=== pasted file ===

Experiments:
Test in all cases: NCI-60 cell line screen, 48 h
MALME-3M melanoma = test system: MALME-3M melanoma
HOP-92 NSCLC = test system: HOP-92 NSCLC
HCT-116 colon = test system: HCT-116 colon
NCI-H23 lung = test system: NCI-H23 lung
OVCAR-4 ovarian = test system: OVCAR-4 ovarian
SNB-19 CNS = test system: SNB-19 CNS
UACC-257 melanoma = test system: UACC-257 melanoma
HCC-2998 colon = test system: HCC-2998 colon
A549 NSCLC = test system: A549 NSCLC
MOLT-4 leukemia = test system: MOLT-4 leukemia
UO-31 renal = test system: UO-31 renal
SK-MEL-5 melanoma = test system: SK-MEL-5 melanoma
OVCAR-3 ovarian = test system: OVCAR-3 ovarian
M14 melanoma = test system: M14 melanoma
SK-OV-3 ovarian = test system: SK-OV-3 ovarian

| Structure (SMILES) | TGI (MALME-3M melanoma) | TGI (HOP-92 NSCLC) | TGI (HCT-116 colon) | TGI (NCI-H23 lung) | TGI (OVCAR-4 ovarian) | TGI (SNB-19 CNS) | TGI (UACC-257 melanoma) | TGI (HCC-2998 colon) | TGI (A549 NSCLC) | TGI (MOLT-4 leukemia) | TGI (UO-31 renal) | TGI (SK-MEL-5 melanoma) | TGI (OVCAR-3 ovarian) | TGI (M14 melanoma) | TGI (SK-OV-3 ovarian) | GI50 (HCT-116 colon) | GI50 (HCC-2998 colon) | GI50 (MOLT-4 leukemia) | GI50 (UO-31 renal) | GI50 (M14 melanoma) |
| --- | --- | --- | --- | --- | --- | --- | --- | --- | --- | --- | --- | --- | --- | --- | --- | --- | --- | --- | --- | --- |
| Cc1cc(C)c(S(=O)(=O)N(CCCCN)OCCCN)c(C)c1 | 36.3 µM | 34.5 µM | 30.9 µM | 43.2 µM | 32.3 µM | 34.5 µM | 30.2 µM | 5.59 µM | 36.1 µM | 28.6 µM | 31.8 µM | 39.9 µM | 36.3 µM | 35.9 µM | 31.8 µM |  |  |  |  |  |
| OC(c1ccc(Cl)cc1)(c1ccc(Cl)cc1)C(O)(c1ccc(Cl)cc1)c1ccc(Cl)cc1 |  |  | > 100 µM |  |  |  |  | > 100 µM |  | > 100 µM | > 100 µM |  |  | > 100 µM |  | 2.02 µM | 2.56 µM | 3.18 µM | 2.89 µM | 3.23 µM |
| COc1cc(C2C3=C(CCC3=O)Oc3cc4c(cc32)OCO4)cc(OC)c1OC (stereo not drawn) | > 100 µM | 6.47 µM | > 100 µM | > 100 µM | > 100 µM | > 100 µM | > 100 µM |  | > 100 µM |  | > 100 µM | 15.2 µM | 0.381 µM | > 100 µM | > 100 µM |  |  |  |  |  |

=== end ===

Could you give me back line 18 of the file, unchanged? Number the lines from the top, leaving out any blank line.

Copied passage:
| Structure (SMILES) | TGI (MALME-3M melanoma) | TGI (HOP-92 NSCLC) | TGI (HCT-116 colon) | TGI (NCI-H23 lung) | TGI (OVCAR-4 ovarian) | TGI (SNB-19 CNS) | TGI (UACC-257 melanoma) | TGI (HCC-2998 colon) | TGI (A549 NSCLC) | TGI (MOLT-4 leukemia) | TGI (UO-31 renal) | TGI (SK-MEL-5 melanoma) | TGI (OVCAR-3 ovarian) | TGI (M14 melanoma) | TGI (SK-OV-3 ovarian) | GI50 (HCT-116 colon) | GI50 (HCC-2998 colon) | GI50 (MOLT-4 leukemia) | GI50 (UO-31 renal) | GI50 (M14 melanoma) |